Self-Care Solutions for Every Situation
You've got 99 problems—but thanks to this guide, giving yourself enough TLC ain't one.
When we say "self-care", do you think "bubble baths and film marathons under a weighted blanket"? If so, you're not wrong, but you may be missing out. "Self-care is the daily, consistent, foundational way you care for yourself, including your physical, emotional and mental health, so you can put forward the best you possible", says Theresa Melito-Conners, PhD, a self-care expert, educational consultant and author in Massachusetts.
Self-care isn't just about pampering. It can mean doing something unpleasant that's ultimately good for you (like going to the dentist) or giving yourself exactly what you need in a particular situation (say, an actual lunch break), says Ellen Bard, an associate fellow of the British Psychological Society and the author of This Is for You: A Creative Toolkit for Better Self-Care. Once you do, you can better replenish your cup so you're able to show up fully engaged at work, in your training and for your relationships, says Bard. And instead of wasting time and energy forcing your chill, you can give yourself the internal resources to resolve the problems you're trying not to stress over. It's like adding the missing puzzle piece versus putting a bunch of misfit pieces together and hoping they form something.
"Self-care is about connecting with ourselves more deeply and listening to what our hearts, minds and bodies need".
Associate fellow of the British Psychological Society
In order to effectively care for yourself, you need to really know yourself, says Bard. "What might nourish one person might not work for another, and what we need in one moment might not work for us in another moment", she says. "Self-care is about connecting with ourselves more deeply and listening to what our hearts, minds and bodies need".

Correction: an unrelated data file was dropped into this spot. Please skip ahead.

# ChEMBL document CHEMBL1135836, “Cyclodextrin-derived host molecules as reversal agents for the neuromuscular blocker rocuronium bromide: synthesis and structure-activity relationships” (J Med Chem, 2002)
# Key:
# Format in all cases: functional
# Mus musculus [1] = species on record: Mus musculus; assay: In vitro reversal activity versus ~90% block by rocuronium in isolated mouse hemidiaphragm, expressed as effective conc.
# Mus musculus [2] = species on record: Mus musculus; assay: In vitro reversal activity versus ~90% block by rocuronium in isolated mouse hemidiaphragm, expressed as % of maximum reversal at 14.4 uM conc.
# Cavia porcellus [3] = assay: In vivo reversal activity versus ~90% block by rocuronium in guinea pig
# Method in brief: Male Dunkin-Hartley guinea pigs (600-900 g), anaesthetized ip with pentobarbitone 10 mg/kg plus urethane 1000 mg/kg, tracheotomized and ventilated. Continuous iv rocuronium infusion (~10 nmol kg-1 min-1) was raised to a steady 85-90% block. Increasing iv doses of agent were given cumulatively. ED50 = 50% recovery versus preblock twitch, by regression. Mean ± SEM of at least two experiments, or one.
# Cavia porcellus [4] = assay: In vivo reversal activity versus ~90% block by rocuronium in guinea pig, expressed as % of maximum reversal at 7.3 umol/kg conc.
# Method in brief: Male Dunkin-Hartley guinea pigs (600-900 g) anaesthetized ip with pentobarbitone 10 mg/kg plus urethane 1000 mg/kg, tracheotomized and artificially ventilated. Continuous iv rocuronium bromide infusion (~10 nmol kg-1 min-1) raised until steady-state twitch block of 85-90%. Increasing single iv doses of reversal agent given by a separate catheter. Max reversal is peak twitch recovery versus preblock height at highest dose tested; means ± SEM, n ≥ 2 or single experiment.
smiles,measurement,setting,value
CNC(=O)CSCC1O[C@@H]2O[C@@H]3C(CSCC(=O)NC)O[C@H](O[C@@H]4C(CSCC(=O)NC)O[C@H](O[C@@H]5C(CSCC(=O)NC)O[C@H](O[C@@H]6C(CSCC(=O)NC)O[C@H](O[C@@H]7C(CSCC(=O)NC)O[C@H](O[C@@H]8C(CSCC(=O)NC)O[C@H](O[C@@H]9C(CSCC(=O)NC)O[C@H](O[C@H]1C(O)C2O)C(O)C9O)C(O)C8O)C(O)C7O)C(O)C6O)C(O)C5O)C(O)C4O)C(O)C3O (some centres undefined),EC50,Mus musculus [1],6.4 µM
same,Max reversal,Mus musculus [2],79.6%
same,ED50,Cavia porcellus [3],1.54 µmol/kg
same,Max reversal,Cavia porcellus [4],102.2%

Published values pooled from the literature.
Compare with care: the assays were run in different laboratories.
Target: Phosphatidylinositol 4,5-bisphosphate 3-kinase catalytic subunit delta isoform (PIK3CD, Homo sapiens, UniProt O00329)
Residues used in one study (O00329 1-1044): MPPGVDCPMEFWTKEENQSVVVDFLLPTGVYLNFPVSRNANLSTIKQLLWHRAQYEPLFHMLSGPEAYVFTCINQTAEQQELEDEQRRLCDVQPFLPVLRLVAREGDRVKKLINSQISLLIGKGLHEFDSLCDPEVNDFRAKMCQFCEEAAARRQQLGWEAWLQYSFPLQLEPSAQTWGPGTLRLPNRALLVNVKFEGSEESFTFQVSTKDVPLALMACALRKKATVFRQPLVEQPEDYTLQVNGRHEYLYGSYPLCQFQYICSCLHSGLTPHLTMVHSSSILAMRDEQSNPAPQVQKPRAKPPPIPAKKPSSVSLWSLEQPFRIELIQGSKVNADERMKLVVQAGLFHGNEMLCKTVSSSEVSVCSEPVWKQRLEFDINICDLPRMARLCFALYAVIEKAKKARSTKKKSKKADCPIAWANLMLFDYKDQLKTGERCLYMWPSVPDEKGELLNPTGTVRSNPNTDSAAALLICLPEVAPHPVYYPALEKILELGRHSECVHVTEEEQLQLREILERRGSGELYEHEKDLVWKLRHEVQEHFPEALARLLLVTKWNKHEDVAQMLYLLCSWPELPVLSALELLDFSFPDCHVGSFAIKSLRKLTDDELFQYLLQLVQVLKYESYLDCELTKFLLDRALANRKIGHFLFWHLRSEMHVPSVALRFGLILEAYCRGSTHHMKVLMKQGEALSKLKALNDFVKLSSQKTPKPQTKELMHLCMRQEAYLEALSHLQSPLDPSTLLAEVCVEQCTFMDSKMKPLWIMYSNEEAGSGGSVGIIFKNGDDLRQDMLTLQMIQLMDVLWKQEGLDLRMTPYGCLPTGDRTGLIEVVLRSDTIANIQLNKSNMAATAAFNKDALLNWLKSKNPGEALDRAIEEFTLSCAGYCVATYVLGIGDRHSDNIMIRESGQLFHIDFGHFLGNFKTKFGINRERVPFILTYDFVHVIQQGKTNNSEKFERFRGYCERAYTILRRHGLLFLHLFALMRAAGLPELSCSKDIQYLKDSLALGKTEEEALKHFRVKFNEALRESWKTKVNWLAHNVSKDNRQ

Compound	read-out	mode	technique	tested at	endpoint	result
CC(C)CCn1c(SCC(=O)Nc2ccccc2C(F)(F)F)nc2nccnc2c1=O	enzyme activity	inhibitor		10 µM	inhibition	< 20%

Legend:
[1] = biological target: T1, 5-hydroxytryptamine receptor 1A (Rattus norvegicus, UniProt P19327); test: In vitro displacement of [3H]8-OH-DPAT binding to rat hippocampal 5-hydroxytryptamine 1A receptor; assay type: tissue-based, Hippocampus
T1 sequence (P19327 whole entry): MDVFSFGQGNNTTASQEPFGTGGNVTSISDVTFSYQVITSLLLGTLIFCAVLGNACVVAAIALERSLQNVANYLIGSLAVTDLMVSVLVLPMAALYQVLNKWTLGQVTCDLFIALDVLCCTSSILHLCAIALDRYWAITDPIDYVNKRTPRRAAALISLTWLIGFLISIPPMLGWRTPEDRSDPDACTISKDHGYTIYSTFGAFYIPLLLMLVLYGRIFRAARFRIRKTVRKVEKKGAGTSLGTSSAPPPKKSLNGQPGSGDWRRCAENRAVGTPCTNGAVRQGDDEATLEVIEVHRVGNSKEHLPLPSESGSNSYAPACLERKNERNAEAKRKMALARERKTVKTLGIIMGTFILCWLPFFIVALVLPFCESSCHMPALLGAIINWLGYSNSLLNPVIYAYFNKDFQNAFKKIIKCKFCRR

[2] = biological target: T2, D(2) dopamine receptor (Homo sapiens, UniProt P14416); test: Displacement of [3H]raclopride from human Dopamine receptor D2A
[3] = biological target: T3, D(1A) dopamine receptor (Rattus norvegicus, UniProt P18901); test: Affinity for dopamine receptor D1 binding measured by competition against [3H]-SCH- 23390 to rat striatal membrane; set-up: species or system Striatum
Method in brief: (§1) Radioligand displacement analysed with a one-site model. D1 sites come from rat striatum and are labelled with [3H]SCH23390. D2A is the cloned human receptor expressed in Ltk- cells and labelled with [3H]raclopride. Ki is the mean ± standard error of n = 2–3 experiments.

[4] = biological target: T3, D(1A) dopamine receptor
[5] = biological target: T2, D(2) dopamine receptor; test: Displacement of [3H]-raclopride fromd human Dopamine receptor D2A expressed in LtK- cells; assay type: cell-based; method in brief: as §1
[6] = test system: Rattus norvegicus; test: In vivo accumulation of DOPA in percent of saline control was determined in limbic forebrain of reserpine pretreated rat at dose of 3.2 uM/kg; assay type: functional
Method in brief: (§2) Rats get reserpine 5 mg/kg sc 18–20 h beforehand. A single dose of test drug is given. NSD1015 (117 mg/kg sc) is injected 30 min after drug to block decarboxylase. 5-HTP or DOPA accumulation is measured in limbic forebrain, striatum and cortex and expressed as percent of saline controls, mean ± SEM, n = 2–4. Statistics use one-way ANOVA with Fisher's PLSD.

That's why tailoring your self-care activities to your current needs is key. Try this guide, based on expert insight.
1. When You're Overwhelmed: Squeeze in a High-Energy Workout
A soothing massage might seem like the break you need from all the things. But if you end up mentally running through your to-do list as your massage therapist works your back, you'll likely feel more overwhelmed afterwards, says Melito-Conners.
Instead, try doing a workout that you know empowers you and relieves stress, says Melito-Conners. That could be a five-minute dance party, a heavy-lifting session, sprinting around your street or a fiery yoga flow. Just a few minutes of moving your body and increasing your heart rate can also boost your energy enough that you'll be ready to tackle the project or problem you're working on, says Melito-Conners. And research has shown that exercise of any kind can deliver a self-esteem boost. Energy and confidence are a powerful combo for getting sh*t done.
2. When You're Having Trouble Sleeping: Take a Bath
Stress and sleeplessness go hand in hand (ugh), but taking a nap—a classic self-care move when you're tired—can actually backfire. Sleeping in the middle of the day could throw your body clock out of whack, further disrupting your ability to fall asleep at bedtime, says Rebecca Leslie, PsyD, a licensed psychologist in Atlanta.